Much better, and much more intuitive!
Lets close this with something a bit less "ranty". It turns out that, finally, you can customize your logon background in Windows 7 without third party hackery — though you still need to do a few reg changes to pull it off.
Still playing around with permalinks. This time, I've turned to the lifetype forums and am seeing if that will work. I wonder if this will allow a click-through ....
Since I've not managed to post anything in about three weeks, I'll start with another minor computer type post -- some browser benchmarks. They weren't conducted the most rigorously, but it definitely gets the idea across. Test machine was Athena, the "Weighted" benchmark is Sunspider/V8 (so it approximately squares the mean of the difference), and you can download Chrome here.
OTOOS is a really good book, and I must say, Chapter 3 in particular has some great imagery. But, to the task at hand! Its well-known that various antiviruses (antivirii?) have different memory footprints, different scan speeds, different effectivness, etc ... but which is the best? Well, faithful readers, I present to you the somewhat perplexing graph below.
Here, the red line is under Windows Live OneCare, the blue line with no antivirus installed, the yellow line with Nod32, and the green line with VIPRE antivirus. That's right -- it ran *faster* under VIPRE than with no antivirus. My testing methodology was to do a reboot, wait five minutes, and run two benchmarks and use the best one. The benchmark was run with PerformanceTest 6.1 64-bit under High priority, changed from Windows Task Manager. I'm not sure why the NoAV score was so low -- I'm almost certain I remembered to change the priority, but that might be the culprit. In any case, the three antivirus lines speak for themselves, though -- VIPRE wins by a long shot.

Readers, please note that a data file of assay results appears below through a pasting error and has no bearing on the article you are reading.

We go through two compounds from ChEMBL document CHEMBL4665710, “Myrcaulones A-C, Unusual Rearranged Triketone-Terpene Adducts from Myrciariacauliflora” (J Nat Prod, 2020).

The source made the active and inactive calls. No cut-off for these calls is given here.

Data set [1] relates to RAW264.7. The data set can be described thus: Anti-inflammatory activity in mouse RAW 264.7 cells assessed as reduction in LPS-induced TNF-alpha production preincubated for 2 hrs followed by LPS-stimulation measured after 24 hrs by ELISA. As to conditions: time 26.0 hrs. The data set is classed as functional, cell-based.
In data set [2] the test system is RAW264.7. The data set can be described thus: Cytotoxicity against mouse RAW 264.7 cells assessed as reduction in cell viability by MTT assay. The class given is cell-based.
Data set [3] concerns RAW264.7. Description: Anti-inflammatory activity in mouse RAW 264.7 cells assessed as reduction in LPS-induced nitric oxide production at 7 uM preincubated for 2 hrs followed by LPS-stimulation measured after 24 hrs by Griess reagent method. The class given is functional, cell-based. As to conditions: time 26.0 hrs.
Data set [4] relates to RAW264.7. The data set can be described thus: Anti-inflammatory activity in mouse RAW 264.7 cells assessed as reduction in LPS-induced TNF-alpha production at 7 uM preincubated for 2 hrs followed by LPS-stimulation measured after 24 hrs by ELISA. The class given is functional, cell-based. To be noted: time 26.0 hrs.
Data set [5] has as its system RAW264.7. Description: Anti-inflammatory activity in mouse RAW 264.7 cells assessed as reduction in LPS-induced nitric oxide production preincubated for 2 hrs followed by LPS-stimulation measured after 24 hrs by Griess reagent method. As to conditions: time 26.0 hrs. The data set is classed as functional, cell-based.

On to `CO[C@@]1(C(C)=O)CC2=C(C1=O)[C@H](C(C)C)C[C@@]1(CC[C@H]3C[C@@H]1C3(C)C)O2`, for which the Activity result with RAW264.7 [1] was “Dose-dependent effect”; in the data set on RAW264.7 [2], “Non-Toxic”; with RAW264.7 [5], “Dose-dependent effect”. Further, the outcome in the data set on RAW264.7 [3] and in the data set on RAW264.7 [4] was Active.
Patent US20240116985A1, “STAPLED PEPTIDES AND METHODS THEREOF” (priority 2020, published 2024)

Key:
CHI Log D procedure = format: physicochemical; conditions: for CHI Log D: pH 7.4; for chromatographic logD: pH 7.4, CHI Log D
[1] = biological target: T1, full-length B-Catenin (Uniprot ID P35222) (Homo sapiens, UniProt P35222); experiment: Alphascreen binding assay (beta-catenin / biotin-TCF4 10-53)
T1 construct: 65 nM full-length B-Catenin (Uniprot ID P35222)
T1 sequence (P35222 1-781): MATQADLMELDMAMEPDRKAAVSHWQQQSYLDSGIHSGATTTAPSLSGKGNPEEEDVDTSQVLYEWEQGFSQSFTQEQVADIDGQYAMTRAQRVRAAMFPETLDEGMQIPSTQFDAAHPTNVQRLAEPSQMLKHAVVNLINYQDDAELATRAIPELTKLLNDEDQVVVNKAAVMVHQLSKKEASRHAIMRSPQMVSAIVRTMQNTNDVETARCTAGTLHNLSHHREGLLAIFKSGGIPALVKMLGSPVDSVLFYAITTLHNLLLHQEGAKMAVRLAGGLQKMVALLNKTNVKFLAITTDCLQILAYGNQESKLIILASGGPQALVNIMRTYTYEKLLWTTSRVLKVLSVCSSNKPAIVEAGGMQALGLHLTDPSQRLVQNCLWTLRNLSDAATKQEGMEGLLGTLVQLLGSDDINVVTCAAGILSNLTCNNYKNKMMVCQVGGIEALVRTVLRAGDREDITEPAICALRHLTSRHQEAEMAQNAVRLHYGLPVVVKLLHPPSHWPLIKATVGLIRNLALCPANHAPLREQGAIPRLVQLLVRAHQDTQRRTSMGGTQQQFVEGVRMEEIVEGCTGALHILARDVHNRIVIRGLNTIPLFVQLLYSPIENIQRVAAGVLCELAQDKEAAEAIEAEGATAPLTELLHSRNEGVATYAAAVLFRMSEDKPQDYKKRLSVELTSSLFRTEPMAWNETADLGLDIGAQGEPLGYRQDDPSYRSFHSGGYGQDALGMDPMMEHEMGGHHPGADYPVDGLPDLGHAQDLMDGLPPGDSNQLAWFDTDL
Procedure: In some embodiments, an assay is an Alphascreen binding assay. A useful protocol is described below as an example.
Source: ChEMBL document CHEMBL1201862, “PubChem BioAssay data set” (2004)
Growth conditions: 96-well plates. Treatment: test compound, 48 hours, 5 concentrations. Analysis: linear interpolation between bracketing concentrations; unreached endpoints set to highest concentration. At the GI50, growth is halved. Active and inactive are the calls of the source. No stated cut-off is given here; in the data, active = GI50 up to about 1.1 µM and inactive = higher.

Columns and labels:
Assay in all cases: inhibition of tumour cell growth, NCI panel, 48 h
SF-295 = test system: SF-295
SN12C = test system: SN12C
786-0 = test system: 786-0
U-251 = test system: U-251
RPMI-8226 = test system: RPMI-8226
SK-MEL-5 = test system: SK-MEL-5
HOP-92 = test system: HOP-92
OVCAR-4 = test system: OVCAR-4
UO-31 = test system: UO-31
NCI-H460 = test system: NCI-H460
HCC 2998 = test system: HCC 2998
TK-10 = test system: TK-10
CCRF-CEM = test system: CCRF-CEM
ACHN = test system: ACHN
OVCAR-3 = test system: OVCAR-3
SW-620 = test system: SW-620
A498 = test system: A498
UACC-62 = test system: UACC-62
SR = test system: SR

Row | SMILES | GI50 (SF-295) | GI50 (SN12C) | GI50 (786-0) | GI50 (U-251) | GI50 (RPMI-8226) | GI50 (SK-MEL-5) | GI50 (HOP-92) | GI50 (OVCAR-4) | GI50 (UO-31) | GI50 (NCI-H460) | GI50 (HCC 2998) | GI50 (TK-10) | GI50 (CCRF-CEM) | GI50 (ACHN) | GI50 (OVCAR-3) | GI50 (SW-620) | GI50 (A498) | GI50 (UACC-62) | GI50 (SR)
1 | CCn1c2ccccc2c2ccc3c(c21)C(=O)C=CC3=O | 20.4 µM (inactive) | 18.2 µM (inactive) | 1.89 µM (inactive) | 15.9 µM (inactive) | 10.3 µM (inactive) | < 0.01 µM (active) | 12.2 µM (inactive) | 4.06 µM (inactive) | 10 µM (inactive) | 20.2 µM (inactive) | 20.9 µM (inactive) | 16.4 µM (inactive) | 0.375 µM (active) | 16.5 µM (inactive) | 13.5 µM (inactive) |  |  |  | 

So, Google Chrome is out, and I must say, its a very attractive browser.
On a technical basis, it has uses a tweaked WebKit renderer (after Safari) but doesn't do Safari's horrible proprietary font-smoothing; copies IE8's tab process isolation (thus, if one tab crashes only that tab crashes, not the browser); has a startup page very similar to Opera's speed dial (but lacking Opera's wand feature and speed-dial shortcuts); largely matches Vista's UI conventions in Vista (big plus); renders SVGs like Opera (see if this will render in your browser, and see what happens when you zoom).
Gotta say, I really like it. We'll see if it becomes browser of choice over Opera for speed, or if Opera will end up winning with its extra keyboard and mouse shortcuts.